I recently reviewed a book called Good Food: Grounded Practical Theologyy by Jennifer Ayres (Baylor University Press, 2013) for the Journal for the Study of Religion, Nature, & Culture. You can see the review here.
While I was a bit critical of the book for the review, I did actually like it. What I didn’t like was that Ayres said she was doing “grounded practical theology,” specifically saying she’s using the social sciences research method of grounded theory, but she did not do that. I’d like to see more theologians utilize social sciences methods, but if we’re going to do so, we need to do so well! Otherwise, if we try to use the language of social sciences but we do the research poorly (within that methodology), it doesn’t help us.
That said, I did like the book, and I appreciated how she developed her theology of food. She did so by telling stories as well as finding the theology of food present within the scriptural text, and I think this is really important to recover in this day and age.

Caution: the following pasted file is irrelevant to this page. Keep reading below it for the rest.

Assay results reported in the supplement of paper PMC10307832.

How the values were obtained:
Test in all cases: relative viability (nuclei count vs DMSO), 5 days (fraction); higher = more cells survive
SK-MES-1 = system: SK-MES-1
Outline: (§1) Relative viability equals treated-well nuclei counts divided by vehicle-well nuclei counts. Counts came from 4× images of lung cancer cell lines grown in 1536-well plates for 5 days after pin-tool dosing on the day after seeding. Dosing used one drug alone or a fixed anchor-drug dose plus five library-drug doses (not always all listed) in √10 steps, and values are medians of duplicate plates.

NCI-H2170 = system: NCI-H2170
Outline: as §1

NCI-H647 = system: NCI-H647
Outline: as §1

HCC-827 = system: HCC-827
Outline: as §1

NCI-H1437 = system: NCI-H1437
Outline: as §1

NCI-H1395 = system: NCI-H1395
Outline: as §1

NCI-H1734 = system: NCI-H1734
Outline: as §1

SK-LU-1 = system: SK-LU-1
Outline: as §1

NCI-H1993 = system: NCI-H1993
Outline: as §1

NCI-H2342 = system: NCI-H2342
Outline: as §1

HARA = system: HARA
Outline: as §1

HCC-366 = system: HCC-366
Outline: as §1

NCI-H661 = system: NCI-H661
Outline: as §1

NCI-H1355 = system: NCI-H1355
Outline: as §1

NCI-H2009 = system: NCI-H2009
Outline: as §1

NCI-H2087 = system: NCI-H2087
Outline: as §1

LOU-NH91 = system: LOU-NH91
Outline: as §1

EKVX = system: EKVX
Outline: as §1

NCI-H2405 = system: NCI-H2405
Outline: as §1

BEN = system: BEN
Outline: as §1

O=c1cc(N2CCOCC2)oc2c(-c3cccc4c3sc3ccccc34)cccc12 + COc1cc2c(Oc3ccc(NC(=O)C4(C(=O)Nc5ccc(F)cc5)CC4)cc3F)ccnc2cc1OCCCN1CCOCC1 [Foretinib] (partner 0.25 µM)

As a Quaker, I acknowledge that our lack of physical Eucharist makes it difficult for us to really make use of this kind of table imagery, which is an excellent entry point into environmental care, interconnectedness with the rest of creation, and those sorts of liturgical resources present in most of the rest of Christianity. When I think of the Eucharist as an actual meal, one that physically ties us to a particular place, time, and community, while also reminding us of the sustenance we get from God, I have a lot more respect for the practice of the physical elements in communion. That said, I would rather recover the actual table fellowship practice of eating a meal together, as it seems many early Christians practiced, rather than a commercial-grade wafer and tiny cup of grape juice from who-knows-where, as is practiced by most church communities. Eating a meal grown from the land around one’s region is a great practice that can connect us with the ecology, economy, and society in which we live, as well as with Christ, giving thanks (eu-charisto) for the grace-filled sustenance we receive each day.